I’m glad you asked. Other than a growing trend in genre fiction, it’s what I write and as the name implies, it combines elements from both romance and women’s fiction. To me, romance is all about the hero and heroine. It’s about the romance and the multitude of reasons these two (who are otherwise hot for one another) cannot be together but why they should be.
The heroine is someone with whom you can identify, someone with whom you can sympathize throughout the story. She’s flawed of course, but who isn’t? We all have issues but what keeps us reading is the delicious hero who keeps her pleading! (Most romances don’t rhyme as well as this–it’s a skill I’ve learned from hanging around my young kids. :)) Give me more! Give me more!
Eh, hem. But I digress. In romance, we meet hero and heroine right from the start and become swept away in their tumultuous romance culminating in a scrumptiously satisfying HEA. Sounds divine, doesn’t it? Which is why I personally adore romance. I like happy and fresh, snappy and sexy. Doom and gloom need not apply for my reading list.
Yet while I enjoy being whisked away by a handsome fantasy, my feet remain firmly entrenched in the terra firma of real life (usually between the rows of my garden). While the “where” isn’t important, the concept of living and loving is—but it’s not without its blemishes. Our lives can be a landscape of colorful emotions, but this does include rainy days and sleepless nights. From exuberant peaks to valleys of despair, life is a thrill ride for the senses—and sometimes this means hair-raising curves.
Which makes things more exciting, don’t you think? And I do love a good thrill ride.
Okay, that’s a lie. Those things swing up, they swing down, they twist sideways, turn upside down then catapult you back upright—ugh. No thank you. Since my kids were born I’ve discovered quite enough thrills and spills in my very own home, I have no need to seek them elsewhere! But attitude is everything when you’re talking life’s greatest challenges and I do like to keep it real.
Which brings me to women’s fiction. This genre is issue-oriented. It allows for friends and family to share the stage with the heroine. Their thoughts and opinions matter and–much of the time–it’s they who flush out the heroine’s flaws for the world to see. Where romance focuses solely on the budding relationship between the hero and heroine, women’s fiction probes deeper, thrashes through problems and reveals the weakness in a character. And it doesn’t have to be pretty.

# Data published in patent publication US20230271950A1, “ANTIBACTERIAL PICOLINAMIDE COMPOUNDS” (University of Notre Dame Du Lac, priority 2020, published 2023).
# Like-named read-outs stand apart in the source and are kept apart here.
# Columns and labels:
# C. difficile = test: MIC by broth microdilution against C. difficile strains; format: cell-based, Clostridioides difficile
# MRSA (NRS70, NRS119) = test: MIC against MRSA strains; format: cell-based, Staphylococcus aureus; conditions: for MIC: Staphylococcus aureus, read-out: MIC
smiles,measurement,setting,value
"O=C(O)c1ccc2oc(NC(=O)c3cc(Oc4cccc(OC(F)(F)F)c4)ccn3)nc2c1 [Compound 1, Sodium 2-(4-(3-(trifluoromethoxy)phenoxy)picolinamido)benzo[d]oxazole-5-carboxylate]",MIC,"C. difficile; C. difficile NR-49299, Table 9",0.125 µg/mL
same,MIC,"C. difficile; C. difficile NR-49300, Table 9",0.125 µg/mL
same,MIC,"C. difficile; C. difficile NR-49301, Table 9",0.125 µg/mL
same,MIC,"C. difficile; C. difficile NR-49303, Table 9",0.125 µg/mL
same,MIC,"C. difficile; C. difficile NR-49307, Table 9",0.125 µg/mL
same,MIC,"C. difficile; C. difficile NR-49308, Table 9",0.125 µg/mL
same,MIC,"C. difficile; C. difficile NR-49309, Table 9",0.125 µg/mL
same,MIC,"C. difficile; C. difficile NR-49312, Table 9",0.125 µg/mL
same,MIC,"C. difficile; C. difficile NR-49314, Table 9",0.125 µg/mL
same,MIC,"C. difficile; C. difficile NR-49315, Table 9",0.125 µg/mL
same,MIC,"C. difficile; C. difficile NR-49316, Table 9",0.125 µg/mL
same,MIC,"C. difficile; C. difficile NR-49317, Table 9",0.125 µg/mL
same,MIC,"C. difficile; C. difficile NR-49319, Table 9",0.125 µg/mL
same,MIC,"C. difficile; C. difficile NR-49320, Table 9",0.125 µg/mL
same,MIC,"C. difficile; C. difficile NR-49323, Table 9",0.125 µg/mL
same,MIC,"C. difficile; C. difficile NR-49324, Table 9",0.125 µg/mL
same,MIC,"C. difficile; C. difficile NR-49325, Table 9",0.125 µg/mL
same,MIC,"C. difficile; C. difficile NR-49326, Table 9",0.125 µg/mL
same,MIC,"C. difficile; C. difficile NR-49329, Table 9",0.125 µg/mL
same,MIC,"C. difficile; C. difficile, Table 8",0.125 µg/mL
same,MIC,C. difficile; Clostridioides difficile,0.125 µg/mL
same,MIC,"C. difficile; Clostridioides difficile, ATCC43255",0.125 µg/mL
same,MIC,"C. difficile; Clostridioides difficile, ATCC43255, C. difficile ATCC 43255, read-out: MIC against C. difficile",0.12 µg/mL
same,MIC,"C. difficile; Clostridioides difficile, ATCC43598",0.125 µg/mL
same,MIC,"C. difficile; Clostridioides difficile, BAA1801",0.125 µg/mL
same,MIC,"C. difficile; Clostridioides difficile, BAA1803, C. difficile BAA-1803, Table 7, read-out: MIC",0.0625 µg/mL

Imagine that–digging into deep dark secrets can get ugly. Hmph. But if you recall, I don’t do doom and gloom so where women’s fiction can leave you on a deserted road wondering what happened, mine won’t. My novels may pull a tear from your eye but they will leave you with a smile on your face. It’s mandatory, in fact. My imagination is way too active to be fed story lines that lend themselves to terrible dreams (or full-blown nightmares) so I certainly can’t write about them! The mere thought sends a shudder down my spine.
However, without life’s trials and tribulations, exactly how does an individual grow and mature? If everything is sunshine and candy, how can someone develop emotional endurance? Flex their heart muscle with acts of unselfish love? Can we learn life’s lessons without struggle?
I don’t know about you but unless Mother Nature scatters a few hundred red ants around my corn I may forget to check the moisture levels. It’s just not on the forefront of my mind. I’m busy living, laughing, enjoying the pole beans plucked fresh from the vine. So what if I forgot to water the corn enough—it won’t kill me, right?
How about the loss of a friendship? Too focused on having a good time, I wasn’t paying attention to my friend’s needs until the one day I found myself alone. I looked around and there was no one standing by my side…
…to share the bad news. I lost my job, I need somewhere to live. I could go hungry if something doesn’t change soon and since I forgot to water the corn, I may starve. All the partygoers have moved on. No one cares that I’m in trouble. I slump into solitude. Maybe next time I’ll cherish the people closest to me before I actually need them. (Yes, that’s a bit dramatic but I am an author—it’s what I do!)
Perhaps Ill learn to give instead of take. Or in my current heroine’s case, perhaps Jennifer will learn that first impressions are poor judgments of character.
Ah…someone has issues, problems. You see, this isn’t fluff and puff. It’s not shallow or silly. We’re talking real life issues that face women today. In reading about one woman’s journey, there may be a lesson we can take away for ourselves. In contemplating one author’s premise, we may be inspired to question our own story, our own direction.
As a result of reading one good book, we may walk away with new perspective, one that will carry us forward and farther. To me, romantic women’s fiction combines the depth of real life issues with the promise of happily-ever-after. Life is tough, but can’t it be fun?
I say yes! How about you? What’s your take on romantic women’s fiction?